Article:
The Érablière Au Sous-Bois in Mont-Saint-Grégoire drew criticism from some after it accommodated Muslim visitors. ((CBC))

A maple sugar shack south of Montreal famous for accommodating religious and cultural minorities has been destroyed by fire.

The Érablière Au Sous-Bois in Mont-Saint-Grégoire burned to the ground overnight Sunday after a fire started in one of its buildings. 

The sugar shack had no major water source near its kitchen and reception hall, so firefighters had to shuttle back and forth to the forest to fight the flames.

The fire destroyed all the sugar shack's facilities.

Open since 1973, the sugar shack was one of the largest in the region and made headlines during Quebec's debates over reasonable accommodation of cultural and religious minorities.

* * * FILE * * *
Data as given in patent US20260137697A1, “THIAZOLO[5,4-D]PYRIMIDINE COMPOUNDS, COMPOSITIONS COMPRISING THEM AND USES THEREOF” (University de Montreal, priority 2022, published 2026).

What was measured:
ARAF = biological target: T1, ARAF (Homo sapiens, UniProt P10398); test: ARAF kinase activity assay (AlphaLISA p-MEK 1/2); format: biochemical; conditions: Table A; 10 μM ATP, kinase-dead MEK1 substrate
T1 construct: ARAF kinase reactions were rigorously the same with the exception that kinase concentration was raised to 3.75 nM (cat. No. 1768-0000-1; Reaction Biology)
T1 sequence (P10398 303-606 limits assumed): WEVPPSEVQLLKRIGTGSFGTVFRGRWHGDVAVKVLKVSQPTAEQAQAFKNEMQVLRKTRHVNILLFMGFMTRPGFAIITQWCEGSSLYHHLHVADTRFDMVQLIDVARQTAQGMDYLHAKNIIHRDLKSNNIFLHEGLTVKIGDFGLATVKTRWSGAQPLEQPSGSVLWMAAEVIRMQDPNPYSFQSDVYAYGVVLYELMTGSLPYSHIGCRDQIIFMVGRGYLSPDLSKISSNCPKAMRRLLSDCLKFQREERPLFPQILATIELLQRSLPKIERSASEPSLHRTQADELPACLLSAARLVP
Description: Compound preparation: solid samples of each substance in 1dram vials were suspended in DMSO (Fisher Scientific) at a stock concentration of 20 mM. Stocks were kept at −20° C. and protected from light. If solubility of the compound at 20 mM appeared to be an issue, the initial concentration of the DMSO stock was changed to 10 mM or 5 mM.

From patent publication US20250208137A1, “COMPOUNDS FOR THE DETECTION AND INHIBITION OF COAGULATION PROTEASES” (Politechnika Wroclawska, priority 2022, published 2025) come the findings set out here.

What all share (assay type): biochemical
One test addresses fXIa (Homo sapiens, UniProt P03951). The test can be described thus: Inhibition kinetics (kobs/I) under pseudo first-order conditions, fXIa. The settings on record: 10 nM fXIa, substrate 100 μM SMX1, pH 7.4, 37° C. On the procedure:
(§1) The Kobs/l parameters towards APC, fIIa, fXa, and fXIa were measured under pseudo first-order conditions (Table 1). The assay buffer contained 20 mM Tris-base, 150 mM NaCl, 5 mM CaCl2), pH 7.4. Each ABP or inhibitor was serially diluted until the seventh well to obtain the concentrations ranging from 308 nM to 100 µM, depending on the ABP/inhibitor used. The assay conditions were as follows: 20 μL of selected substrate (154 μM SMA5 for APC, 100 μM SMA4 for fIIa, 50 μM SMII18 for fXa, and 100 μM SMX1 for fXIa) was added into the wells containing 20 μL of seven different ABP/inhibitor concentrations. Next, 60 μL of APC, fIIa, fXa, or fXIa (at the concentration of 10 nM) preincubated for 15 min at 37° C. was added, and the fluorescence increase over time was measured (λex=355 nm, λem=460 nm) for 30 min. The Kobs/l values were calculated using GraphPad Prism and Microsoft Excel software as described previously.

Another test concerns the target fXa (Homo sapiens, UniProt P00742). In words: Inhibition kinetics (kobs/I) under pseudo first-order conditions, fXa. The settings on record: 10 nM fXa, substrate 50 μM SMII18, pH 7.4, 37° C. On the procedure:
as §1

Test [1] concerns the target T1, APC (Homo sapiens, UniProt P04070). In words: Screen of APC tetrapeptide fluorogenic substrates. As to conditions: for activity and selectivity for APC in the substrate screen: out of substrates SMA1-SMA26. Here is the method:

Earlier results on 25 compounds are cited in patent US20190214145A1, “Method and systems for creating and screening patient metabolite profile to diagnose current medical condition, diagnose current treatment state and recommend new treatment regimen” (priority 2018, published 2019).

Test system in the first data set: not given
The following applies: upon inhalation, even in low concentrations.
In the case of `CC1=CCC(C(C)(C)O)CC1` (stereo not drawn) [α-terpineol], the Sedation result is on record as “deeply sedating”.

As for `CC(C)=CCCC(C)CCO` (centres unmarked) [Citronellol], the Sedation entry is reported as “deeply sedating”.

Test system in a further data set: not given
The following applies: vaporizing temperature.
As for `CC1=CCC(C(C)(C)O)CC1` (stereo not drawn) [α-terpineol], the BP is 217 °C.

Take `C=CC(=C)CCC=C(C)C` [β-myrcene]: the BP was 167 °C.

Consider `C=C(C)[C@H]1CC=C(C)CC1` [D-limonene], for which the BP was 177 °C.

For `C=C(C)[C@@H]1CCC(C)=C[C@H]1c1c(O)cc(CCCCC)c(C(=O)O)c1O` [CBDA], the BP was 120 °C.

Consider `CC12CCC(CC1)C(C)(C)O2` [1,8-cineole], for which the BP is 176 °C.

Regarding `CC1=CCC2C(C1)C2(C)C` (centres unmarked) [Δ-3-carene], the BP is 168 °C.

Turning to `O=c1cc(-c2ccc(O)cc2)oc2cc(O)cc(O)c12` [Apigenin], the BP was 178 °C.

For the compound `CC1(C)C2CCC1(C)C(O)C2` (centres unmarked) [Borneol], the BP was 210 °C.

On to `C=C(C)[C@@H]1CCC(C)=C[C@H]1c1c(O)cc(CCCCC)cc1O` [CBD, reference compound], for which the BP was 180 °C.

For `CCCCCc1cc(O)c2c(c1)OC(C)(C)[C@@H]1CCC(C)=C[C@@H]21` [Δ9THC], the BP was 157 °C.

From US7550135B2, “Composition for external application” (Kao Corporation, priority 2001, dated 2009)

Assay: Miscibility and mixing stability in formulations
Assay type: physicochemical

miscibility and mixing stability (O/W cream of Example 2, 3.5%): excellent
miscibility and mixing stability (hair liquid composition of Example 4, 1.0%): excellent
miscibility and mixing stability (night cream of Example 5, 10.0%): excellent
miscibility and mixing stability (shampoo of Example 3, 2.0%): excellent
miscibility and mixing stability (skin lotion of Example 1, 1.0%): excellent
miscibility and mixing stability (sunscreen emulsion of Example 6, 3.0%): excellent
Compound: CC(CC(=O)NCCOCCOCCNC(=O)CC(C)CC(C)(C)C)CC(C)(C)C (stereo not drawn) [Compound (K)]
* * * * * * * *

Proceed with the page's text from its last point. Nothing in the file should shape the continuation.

'Our season is over now.' —Patrice Gladu, sugar shack owner's daughter

The sugar shack modified its traditions to welcome a group of Muslim visitors. The owners temporarily dropped pork from the traditional sugar shack lunch menu and transformed the hall's dance floor into a prayer space.

Those accommodations infuriated some Quebecers who felt the compromises jeopardized traditional Québécois culture.

Owner Roch Gladu said he received death threats after his compromises made the news.

The fire means there will be no more maple syrup production at the site for the time being, said Patrice Gladu, Roch's daughter.

"Our season is over now," she told CBC's French-language television.

The cause of the fire is not known, but authorities are investigating.